When I returned from my internship at the Scottish government, my main task was to complete the three findings chapters of my thesis. The purpose of the chapters was to explain the findings of the interviews, focus groups and the quantitative survey separately for each case study (i.e. one chapter for Scotland, one chapter for Finland and one chapter for England). I drafted these in a decent time but then left them a little to focus on other elements of my PhD (i.e. my conference presentation and other things). I finally gave my supervisors a draft of my first case study – the largest of the three in the hope that I would get some good feedback and then I would be able to edit down and that was it. Oh how wrong I was!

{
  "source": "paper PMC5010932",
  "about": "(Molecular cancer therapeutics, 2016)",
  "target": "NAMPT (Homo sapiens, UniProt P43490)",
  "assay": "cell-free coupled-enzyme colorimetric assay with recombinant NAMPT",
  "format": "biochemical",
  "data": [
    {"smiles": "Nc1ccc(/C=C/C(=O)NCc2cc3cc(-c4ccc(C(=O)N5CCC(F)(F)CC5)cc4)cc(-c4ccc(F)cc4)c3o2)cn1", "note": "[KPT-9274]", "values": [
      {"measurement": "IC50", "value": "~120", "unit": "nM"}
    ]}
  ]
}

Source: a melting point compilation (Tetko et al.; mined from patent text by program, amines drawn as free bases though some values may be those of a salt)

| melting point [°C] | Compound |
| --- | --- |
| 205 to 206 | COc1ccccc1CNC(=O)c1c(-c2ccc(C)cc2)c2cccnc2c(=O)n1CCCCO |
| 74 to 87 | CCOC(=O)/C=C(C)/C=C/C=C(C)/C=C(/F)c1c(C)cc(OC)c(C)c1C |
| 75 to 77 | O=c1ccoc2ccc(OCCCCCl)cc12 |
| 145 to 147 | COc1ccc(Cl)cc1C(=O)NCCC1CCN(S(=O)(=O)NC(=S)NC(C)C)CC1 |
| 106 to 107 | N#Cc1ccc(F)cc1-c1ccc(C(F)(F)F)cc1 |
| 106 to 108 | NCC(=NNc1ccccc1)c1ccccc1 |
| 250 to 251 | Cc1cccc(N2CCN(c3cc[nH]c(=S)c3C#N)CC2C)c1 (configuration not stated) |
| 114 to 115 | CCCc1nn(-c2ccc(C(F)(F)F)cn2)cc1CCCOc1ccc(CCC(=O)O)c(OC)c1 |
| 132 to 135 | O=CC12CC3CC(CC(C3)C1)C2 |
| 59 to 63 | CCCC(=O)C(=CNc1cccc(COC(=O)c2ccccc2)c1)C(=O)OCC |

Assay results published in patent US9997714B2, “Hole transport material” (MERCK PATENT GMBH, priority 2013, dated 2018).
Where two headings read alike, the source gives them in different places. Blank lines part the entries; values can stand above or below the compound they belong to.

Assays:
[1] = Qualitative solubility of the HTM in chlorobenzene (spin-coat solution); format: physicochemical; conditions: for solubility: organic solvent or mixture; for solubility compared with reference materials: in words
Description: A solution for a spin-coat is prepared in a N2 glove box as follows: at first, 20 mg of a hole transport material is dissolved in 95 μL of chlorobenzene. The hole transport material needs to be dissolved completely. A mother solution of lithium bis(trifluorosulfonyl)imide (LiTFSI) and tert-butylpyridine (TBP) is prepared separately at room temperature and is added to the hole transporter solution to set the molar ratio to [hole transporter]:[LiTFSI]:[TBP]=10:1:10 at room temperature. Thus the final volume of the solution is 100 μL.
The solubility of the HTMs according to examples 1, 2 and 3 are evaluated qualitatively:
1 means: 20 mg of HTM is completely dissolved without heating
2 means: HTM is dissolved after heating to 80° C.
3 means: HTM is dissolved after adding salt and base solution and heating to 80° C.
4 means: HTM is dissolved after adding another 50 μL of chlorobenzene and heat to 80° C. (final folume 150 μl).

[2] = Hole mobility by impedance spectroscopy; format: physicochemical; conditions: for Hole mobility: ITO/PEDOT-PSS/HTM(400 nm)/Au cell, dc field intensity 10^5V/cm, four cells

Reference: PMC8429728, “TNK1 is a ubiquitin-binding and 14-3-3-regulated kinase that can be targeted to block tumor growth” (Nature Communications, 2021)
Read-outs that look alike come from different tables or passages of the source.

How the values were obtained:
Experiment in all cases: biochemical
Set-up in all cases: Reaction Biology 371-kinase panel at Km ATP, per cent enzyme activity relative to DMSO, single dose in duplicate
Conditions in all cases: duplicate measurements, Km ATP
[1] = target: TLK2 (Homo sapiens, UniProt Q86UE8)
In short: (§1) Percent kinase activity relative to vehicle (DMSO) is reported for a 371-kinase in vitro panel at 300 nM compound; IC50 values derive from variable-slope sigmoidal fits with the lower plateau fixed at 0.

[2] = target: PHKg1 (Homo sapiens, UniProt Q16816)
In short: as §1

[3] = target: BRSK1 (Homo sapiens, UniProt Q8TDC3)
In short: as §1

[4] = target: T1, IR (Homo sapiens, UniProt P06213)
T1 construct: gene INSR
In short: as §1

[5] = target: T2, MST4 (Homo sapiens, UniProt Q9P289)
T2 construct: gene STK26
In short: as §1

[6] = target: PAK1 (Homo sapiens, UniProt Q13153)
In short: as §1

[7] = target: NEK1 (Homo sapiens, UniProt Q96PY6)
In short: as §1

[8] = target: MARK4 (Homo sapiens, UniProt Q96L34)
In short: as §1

The feedback from my supervisors was not the best, in terms of both content and the structure of the chapter itself. Whilst writing my chapter I had thought that it did not flow, but I was completely unprepared for what my supervisors said next. All three supervisors agreed that I needed to completely restructure the chapter so that the thematic analysis was at the forefront rather than the research questions directing what I wrote. By guiding the structure with the themes that emerged from participant interviews and focus groups, I would then be able to: (1) highlight the themes that emerged from participant discussions more clearly and; (2) be able to discuss the findings in relation to the research questions in the discussion chapter that follows. The statistics I had completed also did not quite work and I ended up having to re-analyse some of this with some help. The process of re-analysing a part of the survey responses meant that I learned a new statistical technique in the process (one which I have avoided for at least the last seven years!) and I am pleased to say that this was a small outcome of my work.